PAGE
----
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In football, as in life, bonuses and punishments no longer suffice. So how do you get peak performance? How do you get people to play (and work) hard? How do you get people to go to bed before curfew? How do you build the solidarity that wins a game or accomplish any difficult task? As power shifts to individuals, leadership itself must shift with it. As we all embrace our new roles as 21st-century leaders, we can:

Ground our work in shared values, guided by principles. John Harbaugh has described the keys to his success as “having a shared ownership of everything we do. It’s never been ‘my way or the highway’ here. But the principles, they are rock solid. Like we say to our team, principles are written in stone, methods are not. We will not back down from our principles.”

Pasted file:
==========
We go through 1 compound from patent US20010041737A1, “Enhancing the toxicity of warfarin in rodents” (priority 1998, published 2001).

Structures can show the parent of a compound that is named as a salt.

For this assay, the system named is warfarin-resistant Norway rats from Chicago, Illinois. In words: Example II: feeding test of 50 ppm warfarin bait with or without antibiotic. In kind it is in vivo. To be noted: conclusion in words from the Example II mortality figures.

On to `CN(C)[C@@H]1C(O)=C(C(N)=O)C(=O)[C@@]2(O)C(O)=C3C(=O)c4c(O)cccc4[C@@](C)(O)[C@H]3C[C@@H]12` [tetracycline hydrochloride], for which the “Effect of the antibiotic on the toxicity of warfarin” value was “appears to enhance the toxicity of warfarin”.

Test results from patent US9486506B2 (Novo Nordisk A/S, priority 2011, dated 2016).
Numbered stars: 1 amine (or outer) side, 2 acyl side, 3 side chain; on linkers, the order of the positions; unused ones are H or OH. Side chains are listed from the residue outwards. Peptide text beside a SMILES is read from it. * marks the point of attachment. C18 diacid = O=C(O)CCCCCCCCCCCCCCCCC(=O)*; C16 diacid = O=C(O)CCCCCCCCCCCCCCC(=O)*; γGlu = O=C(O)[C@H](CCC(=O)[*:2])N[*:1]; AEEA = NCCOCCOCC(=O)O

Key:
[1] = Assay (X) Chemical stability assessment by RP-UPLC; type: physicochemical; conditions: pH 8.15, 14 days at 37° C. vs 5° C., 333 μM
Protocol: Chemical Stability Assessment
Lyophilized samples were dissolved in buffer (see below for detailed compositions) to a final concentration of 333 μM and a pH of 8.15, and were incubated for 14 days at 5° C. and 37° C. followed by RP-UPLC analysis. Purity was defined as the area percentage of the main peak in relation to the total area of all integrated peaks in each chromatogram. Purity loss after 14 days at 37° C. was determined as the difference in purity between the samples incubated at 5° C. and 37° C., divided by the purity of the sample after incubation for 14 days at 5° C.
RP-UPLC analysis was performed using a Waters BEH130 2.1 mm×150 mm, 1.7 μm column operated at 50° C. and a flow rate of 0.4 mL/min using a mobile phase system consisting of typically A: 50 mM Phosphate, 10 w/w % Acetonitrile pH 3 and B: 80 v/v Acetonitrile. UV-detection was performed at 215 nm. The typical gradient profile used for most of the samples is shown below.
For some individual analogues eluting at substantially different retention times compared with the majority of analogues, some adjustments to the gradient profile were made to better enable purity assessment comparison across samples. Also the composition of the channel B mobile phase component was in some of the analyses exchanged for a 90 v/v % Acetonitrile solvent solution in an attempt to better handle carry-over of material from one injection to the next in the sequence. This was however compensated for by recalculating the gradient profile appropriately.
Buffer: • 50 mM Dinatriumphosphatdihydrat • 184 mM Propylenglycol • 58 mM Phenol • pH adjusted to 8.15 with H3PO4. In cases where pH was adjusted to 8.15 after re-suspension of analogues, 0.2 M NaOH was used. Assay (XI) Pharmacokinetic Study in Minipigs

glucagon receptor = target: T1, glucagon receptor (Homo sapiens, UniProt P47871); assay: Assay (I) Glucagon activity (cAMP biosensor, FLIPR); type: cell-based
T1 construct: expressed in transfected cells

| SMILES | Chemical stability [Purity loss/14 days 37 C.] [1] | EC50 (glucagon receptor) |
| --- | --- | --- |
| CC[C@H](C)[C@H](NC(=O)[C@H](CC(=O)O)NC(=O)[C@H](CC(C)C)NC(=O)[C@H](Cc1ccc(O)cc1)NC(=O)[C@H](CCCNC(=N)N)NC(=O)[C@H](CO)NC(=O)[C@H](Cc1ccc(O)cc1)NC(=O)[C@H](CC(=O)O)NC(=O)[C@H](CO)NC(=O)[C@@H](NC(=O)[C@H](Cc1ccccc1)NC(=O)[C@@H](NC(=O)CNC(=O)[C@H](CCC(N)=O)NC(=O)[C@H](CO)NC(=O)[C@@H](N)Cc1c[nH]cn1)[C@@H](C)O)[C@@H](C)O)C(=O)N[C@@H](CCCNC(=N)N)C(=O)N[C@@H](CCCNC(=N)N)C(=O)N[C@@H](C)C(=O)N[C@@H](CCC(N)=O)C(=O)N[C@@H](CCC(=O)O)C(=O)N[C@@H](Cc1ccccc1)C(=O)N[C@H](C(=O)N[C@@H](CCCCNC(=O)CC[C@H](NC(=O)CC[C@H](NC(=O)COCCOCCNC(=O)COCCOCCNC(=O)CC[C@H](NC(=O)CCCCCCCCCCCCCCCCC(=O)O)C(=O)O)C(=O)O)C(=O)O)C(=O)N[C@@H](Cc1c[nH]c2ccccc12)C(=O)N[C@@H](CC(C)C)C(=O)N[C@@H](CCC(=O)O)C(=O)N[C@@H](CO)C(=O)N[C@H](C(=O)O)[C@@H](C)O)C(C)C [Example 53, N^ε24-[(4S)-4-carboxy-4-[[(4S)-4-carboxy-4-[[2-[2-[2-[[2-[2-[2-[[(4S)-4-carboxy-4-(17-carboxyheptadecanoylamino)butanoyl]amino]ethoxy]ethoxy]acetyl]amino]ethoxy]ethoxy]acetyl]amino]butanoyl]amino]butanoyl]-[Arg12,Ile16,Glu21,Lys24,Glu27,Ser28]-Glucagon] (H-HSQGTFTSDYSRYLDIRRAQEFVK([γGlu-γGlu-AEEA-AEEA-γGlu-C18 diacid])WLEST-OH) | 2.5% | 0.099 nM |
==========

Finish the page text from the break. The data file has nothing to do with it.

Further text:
Treat work as inseparable from life. Our work and personal and lives are no longer different spheres governed by different rules. That’s why Jim Harbaugh sits down with his players and coaches at lunches and discusses family and other parts of their lives off the field.

Abolish one-way conversations.  Whether we’re talking to people or texting, we need to listen. Tom Coughlin regularly huddles up with an 11-player “leadership council” to gauge teammates’ needs and concerns.

Inspire others to aspire to significance.  Instead of trying to extract or coerce results out of others, successful leaders connect with what is most valuable in others, catalyzing peak performance in a principled and sustainable way. Listen to the players when they accept the Lombardi Trophy Sunday; regardless of which team wins, the players will point to the meaning that their coach instilled in his system.